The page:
Terroir is a tile-based wine tycoon game which will have you battling with weather and disease to create your very own five star wines. It can be an incredibly challenging game which incorporates a variety of features common in strategy, simulation, and tycoon genres. The beautiful low-poly graphics and atmospheric soundtrack make it easy to get immersed in the world of wine making. The majority of the challenge itself comes from the dynamic weather which can either make or break your wine during the growing period.
You begin your simulation with a field, a lake and an estate tile where you process your wines. Many of the tiles in Terroir have a unique attribute. For example lakes have the adjacency bonus of protecting your vines from certain diseases while forests can boost your vine production. This element of tile management and the purchase of new tiles is where you will employ most of your strategy within Terroir. While you might expect rapid expansion to be the key to success, as it is in many farming games, with that comes the very likely prospect of bankruptcy. One bad wine is all it can take to bring about your demise, especially in the early game. This is mainly due to the fact that a badly rated wine will not sell anywhere near as well as one which is highly rated and so you will quickly find your maintenance fees creeping up on your profits.
The main goal in the game is to create five-star rated wines as these will both sell for a higher price and give your estate a higher renown (which is necessary to upgrade your estate among other things). This is done by discovering, through trial and error, the perfect combination of four different elements: Acidity, Sweetness, Tannins and Body. These elements can be influenced in a variety of ways from the ripeness level at harvest to further processing stages such as crushing, squeezing and ageing. Once you have bottled your wine at your desired values you can then send it off to a range of different critics who will give your wine a rating in addition to one tip as to an element which is either too high or too low. Although this might seem like a daunting task to get right initially, the less acclaimed critics will be much more lenient on your wine’s final values and so will make getting your first five-star wine a breeze after some trial and error. The challenge then comes with trying to please higher acclaimed critics or in adopting new grape varieties, as each variety has its own unique perfect combination.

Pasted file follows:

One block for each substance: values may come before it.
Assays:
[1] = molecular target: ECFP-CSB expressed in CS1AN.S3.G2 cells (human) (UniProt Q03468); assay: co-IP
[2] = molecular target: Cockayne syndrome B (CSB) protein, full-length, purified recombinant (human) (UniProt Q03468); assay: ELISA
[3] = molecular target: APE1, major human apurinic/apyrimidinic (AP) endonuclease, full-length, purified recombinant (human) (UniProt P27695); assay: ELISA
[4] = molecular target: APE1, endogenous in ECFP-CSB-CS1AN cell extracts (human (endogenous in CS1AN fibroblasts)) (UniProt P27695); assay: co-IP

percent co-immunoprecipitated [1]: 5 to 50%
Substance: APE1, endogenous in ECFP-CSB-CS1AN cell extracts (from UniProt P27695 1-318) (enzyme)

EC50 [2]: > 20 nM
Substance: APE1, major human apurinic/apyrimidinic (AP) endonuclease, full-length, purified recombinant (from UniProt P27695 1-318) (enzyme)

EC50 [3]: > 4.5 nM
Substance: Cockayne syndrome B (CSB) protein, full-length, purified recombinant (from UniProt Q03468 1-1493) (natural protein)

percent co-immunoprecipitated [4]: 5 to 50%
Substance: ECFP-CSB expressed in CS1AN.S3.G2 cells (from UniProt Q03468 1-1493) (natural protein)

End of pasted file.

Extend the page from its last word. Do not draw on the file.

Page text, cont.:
The weather and your skill at canopy management can also change the final rating of your wine adding either positive or negative effects to your bottles when it comes to rating or price. For example, allow your grapes to over ripen and not only will you have a grape with basically no acidity and far too much sweetness but you will also be hit with -1 star off your final rating. These effects are permanent although you can still overcome problems with the balance of acidity and sweetness through further grape processing. It will however add a significant amount of time before you can bottle and sell your wine.
Pacing is a mixture of both worlds, with nothing to do but wait as the previous season’s wines age in their barrels to a flurry of management in the clipping and trimming of a fresh new season. This is then followed thick and fast by the processing in the months which follow. Time marches steadily on in a month-by-month pace and so I quickly found myself forgetting about wines I had left to age once a new season began. This left me with some far from desirable wines which I ended up selling at a loss just to get rid of.
All in all, Terroir is a challenging experience to jump into for the first time. Information is doled out in small doses and although there is a spoken tutorial guiding you to the basics of the game it far from prepares you for the difficult world of wine making. A great year can net you riches while a bad year can lead you to ruin. If the weather is somehow not random enough for you, you can also try your luck at a Chance and Circumstance card similar to the Chance and Community Chest cards in Monopoly. Overall, if you revel in a steep learning curve and don’t mind keeping notes while you play, Terroir will provide both tears and happiness in your pursuit of great wine.
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